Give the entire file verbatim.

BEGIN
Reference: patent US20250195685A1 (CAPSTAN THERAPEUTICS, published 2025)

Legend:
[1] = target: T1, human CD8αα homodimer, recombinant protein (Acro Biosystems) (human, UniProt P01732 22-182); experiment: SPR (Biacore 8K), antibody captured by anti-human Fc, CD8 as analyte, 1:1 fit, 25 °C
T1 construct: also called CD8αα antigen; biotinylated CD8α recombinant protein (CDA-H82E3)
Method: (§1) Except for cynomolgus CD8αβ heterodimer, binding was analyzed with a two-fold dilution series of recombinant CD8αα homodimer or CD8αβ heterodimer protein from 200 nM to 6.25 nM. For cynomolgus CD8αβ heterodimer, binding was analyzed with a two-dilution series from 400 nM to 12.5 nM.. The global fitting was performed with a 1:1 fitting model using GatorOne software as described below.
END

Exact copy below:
Reference: patent US20250195685A1 (CAPSTAN THERAPEUTICS, published 2025)

Legend:
[1] = target: T1, human CD8αα homodimer, recombinant protein (Acro Biosystems) (human, UniProt P01732 22-182); experiment: SPR (Biacore 8K), antibody captured by anti-human Fc, CD8 as analyte, 1:1 fit, 25 °C
T1 construct: also called CD8αα antigen; biotinylated CD8α recombinant protein (CDA-H82E3)
Method: (§1) Except for cynomolgus CD8αβ heterodimer, binding was analyzed with a two-fold dilution series of recombinant CD8αα homodimer or CD8αβ heterodimer protein from 200 nM to 6.25 nM. For cynomolgus CD8αβ heterodimer, binding was analyzed with a two-dilution series from 400 nM to 12.5 nM.. The global fitting was performed with a 1:1 fitting model using GatorOne software as described below.